Opinion Blog

Ask a Psychologist

Helping Students Thrive Now

Angela Duckworth and other behavioral-science experts offer advice to teachers based on scientific research. To submit questions, use this form or #helpstudentsthrive. Read more from this blog.

Student Well-Being Opinion

Cellphones and Halloween Candy: How to Help Students Resist Temptations

A technique that works across different situations
By Angela Duckworth — October 12, 2022 1 min read
How do I help students have more willpower?
  • Save to favorites
  • Print

How do I help students have more willpower?

There are more effective techniques for self-control than trying to increase willpower. Here’s something I wrote about the topic for Character Lab as a Tip of the Week:

This year, I am fulfilling my lifelong dream of giving out full-size candy bars to trick-or-treaters on Halloween. I don’t have a bucket list, but if I did, this would be on it.

At this very moment, on a very high shelf in our basement, in a large cardboard box sealed with duct tape, sit dozens and dozens of Hershey bars, Reese’s peanut butter cups, Kit Kats, M&M’s, and Snickers.

Why hide away this glorious bounty? Why not double the joy of anticipation by leaving the candy out in plain view?

My guess is that you know exactly why I’ve stashed away the goodies. And you’re right. Hiding Halloween treats where we cannot see them is a clever self-control trick. As the old saying goes, what’s out of sight is out of mind. In the scientific literature, the technique is called situation modification.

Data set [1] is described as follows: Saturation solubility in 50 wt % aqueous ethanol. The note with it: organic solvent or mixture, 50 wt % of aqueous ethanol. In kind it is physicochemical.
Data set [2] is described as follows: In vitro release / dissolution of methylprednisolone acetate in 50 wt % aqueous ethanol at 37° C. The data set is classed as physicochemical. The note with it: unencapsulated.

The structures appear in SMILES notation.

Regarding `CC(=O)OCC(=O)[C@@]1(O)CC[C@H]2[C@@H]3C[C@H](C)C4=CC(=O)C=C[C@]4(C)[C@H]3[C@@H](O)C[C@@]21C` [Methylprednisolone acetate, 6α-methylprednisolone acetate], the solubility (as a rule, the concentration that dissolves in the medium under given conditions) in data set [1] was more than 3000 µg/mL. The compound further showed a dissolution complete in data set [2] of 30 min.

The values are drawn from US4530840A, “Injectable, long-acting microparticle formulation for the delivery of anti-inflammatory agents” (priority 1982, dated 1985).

We’re not born knowing this self-control strategy. We learn it.

In the classic delay of gratification paradigm, most 4-year-old children prefer to wait with the marshmallows in plain sight. But two years later, children prefer to cover the marshmallows because, as one 6-year-old child explained, “It would just seem like there were no marshmallows in this room.”

Yet at any age, it helps to be reminded of this trick.

In one study, both high school and college students were given a 15-minute lesson on situation modification and asked to apply it however they wanted in their everyday lives. Compared to a control group of students encouraged to use willpower, students taught situation modification were better able to achieve their academic goals the following week.

Don’t equate self-control with old-fashioned willpower. There are far more clever tricks for resisting temptation.

Do make self-control easier by using situation modification. Stashing Halloween candy where you can’t see it is just one idea. Another is keeping screens of any kind—cellphones, televisions, computers—away from bedrooms. The ways you can modify your situation are only limited by your imagination.

Related Tags:

The opinions expressed in Ask a Psychologist: Helping Students Thrive Now are strictly those of the author(s) and do not reflect the opinions or endorsement of Editorial Projects in Education, or any of its publications.

Events

Special Education Webinar Reading, Dyslexia, and Equity: Best Practices for Addressing a Threefold Challenge